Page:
Now, at only 20 euro for a roll certainly worth a shot. But should we avoid a product that boats sound proofing as opposed to sound treatment. After all, sound proofing and sound treatment are very different animals. I'd never heard of this product before. Anyone here ever come across this?
https://www.ie.screwfix.com/polyolefin- ... y-15m.html
I then found this site in the UK also selling the acoustalay product.
https://www.soundreduction.co.uk/sectors/domestic/

Re: Tackling room resonances

PostPosted: Wed Aug 14, 2019 10:00 pm
by Sam Spoons
Sounds like it might work as a 'limp mass membrane' but you'd need to check prices of 'proper' stuff.

Re: Tackling room resonances

PostPosted: Wed Aug 14, 2019 10:08 pm
by Hugh Robjohns
I doubt it has enough mass to be very effective as a LMM, although it might work in multiple layers...

I imagine it's really designed to attenuate direct mechanical vibration from footfall noise, rather than deal with energy from acoustic air movement.

H

Re: Tackling room resonances

PostPosted: Wed Aug 14, 2019 10:26 pm
by Sam Spoons
:thumbup:

Re: Tackling room resonances

PostPosted: Thu Aug 15, 2019 7:58 am
by TNGator
Hugh Robjohns wrote:I doubt it has enough mass to be very effective as a LMM, although it might work in multiple layers...

I imagine it's really designed to attenuate direct mechanical vibration from footfall noise, rather than deal with energy from acoustic air movement.

H
:thumbup: I think so...it does seem to be geared towards footfall etc. But for 20 euro a roll it might be worth the experiment.and as you say I can layer it to get say 10cm or such. I'll keep y'all posted.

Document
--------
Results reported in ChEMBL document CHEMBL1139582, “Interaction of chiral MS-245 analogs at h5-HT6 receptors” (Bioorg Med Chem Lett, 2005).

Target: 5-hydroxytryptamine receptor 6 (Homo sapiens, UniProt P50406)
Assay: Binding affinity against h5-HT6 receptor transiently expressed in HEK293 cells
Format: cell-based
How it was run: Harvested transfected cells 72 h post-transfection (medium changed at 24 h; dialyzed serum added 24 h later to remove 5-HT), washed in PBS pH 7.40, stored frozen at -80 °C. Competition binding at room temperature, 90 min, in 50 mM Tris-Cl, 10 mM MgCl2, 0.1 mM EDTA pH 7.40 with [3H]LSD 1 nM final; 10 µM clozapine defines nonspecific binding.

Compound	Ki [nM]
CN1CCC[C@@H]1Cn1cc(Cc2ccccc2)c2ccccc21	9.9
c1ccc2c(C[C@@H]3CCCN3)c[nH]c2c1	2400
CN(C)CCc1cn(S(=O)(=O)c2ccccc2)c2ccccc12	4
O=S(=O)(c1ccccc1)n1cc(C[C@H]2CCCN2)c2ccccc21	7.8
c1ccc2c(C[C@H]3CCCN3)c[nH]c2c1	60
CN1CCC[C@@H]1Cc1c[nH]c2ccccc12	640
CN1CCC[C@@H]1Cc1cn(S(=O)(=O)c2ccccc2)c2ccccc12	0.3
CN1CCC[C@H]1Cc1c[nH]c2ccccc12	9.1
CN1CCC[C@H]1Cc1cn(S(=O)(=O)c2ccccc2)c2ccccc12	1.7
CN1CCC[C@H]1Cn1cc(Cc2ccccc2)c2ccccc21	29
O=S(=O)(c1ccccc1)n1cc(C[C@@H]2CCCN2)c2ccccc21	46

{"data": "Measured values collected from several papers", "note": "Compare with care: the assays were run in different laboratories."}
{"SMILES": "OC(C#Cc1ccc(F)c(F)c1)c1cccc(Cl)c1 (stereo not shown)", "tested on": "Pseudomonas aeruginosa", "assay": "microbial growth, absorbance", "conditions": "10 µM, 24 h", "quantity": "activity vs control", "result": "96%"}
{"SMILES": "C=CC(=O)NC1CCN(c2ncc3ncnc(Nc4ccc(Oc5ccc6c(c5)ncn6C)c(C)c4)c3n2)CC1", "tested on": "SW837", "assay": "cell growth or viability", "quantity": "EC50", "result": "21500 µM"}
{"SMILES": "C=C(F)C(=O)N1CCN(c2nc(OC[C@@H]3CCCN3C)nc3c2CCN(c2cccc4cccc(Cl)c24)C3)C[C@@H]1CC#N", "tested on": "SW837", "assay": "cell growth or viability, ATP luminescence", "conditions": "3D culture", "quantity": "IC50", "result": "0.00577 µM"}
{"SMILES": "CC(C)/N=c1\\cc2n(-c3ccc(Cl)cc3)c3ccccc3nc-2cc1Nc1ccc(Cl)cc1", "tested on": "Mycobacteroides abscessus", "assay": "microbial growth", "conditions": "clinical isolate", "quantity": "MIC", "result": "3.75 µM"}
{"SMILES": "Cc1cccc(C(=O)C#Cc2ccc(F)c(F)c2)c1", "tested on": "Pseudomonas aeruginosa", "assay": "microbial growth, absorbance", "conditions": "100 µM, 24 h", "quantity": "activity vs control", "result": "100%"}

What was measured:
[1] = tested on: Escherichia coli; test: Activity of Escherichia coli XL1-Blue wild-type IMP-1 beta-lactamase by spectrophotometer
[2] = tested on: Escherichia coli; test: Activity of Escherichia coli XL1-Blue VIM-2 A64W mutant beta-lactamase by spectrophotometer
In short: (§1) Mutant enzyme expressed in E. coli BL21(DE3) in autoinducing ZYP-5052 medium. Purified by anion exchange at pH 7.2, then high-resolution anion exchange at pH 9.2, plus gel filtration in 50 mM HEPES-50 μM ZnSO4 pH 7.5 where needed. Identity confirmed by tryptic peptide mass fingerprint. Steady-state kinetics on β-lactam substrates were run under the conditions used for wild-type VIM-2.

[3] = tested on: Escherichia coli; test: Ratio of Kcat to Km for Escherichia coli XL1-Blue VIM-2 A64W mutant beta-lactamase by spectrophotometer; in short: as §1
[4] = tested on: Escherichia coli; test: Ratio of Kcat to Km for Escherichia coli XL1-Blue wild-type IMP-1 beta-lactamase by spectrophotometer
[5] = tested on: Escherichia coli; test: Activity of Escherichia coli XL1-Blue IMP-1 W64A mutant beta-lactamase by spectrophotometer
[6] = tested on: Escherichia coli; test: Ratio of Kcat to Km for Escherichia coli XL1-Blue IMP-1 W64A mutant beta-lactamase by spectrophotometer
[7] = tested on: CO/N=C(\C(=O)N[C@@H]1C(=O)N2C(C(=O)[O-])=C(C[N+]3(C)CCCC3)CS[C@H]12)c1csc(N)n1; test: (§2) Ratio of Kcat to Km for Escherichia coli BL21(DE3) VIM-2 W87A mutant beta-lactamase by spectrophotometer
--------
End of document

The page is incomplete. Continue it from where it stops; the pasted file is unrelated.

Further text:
Re: Tackling room resonances

PostPosted: Thu Aug 15, 2019 8:21 am
by Wonks
Note that it has a waterproof membrane layer. That means that sound waves won't pass through it like it does through open celled foam, so multiple layers will not be anything like as effective as rockwool. For bass traps, you can normally get away with one impermeable layer (as long as it is free to move), but I'd have thought that once you get to two layers, especially if pressed together, you won't get any further worthwhile improvement by adding more.

Re: Tackling room resonances

PostPosted: Thu Aug 15, 2019 7:19 pm
by TNGator
Wonks wrote:Note that it has a waterproof membrane layer. That means that sound waves won't pass through it like it does through open celled foam, so multiple layers will not be anything like as effective as rockwool. For bass traps, you can normally get away with one impermeable layer (as long as it is free to move), but I'd have thought that once you get to two layers, especially if pressed together, you won't get any further worthwhile improvement by adding more.

Good point. Which brings us back to the question of sound proofing versus sound treatment. Well it was worth looking into I guess. We can only experiment unless your lucky enough to be qualified in acoustics sciences. And i can barely spell those words.

Re: Tackling room resonances

PostPosted: Thu Aug 15, 2019 8:42 pm